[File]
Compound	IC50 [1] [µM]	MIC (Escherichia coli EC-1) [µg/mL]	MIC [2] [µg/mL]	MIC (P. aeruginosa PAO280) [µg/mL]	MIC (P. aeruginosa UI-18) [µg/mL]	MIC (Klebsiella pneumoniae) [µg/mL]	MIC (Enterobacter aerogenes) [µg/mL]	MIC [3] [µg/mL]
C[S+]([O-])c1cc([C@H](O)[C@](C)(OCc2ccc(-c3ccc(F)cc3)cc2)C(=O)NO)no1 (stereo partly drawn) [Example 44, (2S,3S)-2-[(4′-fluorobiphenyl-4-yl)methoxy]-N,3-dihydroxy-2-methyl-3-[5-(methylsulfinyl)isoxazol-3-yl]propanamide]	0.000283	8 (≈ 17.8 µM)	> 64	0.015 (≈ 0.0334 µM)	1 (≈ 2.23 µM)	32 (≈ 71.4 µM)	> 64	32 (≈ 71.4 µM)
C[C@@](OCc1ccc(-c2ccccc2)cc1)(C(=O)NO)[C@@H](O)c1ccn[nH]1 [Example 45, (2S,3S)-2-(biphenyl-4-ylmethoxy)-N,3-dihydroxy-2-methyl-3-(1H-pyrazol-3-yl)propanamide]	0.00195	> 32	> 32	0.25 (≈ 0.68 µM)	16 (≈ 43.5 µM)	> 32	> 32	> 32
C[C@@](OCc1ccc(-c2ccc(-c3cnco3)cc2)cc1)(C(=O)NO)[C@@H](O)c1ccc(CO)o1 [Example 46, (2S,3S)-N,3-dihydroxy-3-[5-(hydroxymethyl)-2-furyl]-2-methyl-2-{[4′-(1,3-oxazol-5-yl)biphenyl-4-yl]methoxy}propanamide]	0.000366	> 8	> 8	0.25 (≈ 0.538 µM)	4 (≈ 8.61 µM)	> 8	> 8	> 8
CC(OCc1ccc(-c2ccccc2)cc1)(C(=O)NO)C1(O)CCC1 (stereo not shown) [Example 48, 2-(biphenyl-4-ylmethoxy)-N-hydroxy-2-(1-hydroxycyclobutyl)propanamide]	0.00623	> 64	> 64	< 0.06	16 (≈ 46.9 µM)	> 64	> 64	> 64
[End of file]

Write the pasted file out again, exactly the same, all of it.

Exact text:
Compound	IC50 [1] [µM]	MIC (Escherichia coli EC-1) [µg/mL]	MIC [2] [µg/mL]	MIC (P. aeruginosa PAO280) [µg/mL]	MIC (P. aeruginosa UI-18) [µg/mL]	MIC (Klebsiella pneumoniae) [µg/mL]	MIC (Enterobacter aerogenes) [µg/mL]	MIC [3] [µg/mL]
C[S+]([O-])c1cc([C@H](O)[C@](C)(OCc2ccc(-c3ccc(F)cc3)cc2)C(=O)NO)no1 (stereo partly drawn) [Example 44, (2S,3S)-2-[(4′-fluorobiphenyl-4-yl)methoxy]-N,3-dihydroxy-2-methyl-3-[5-(methylsulfinyl)isoxazol-3-yl]propanamide]	0.000283	8 (≈ 17.8 µM)	> 64	0.015 (≈ 0.0334 µM)	1 (≈ 2.23 µM)	32 (≈ 71.4 µM)	> 64	32 (≈ 71.4 µM)
C[C@@](OCc1ccc(-c2ccccc2)cc1)(C(=O)NO)[C@@H](O)c1ccn[nH]1 [Example 45, (2S,3S)-2-(biphenyl-4-ylmethoxy)-N,3-dihydroxy-2-methyl-3-(1H-pyrazol-3-yl)propanamide]	0.00195	> 32	> 32	0.25 (≈ 0.68 µM)	16 (≈ 43.5 µM)	> 32	> 32	> 32
C[C@@](OCc1ccc(-c2ccc(-c3cnco3)cc2)cc1)(C(=O)NO)[C@@H](O)c1ccc(CO)o1 [Example 46, (2S,3S)-N,3-dihydroxy-3-[5-(hydroxymethyl)-2-furyl]-2-methyl-2-{[4′-(1,3-oxazol-5-yl)biphenyl-4-yl]methoxy}propanamide]	0.000366	> 8	> 8	0.25 (≈ 0.538 µM)	4 (≈ 8.61 µM)	> 8	> 8	> 8
CC(OCc1ccc(-c2ccccc2)cc1)(C(=O)NO)C1(O)CCC1 (stereo not shown) [Example 48, 2-(biphenyl-4-ylmethoxy)-N-hydroxy-2-(1-hydroxycyclobutyl)propanamide]	0.00623	> 64	> 64	< 0.06	16 (≈ 46.9 µM)	> 64	> 64	> 64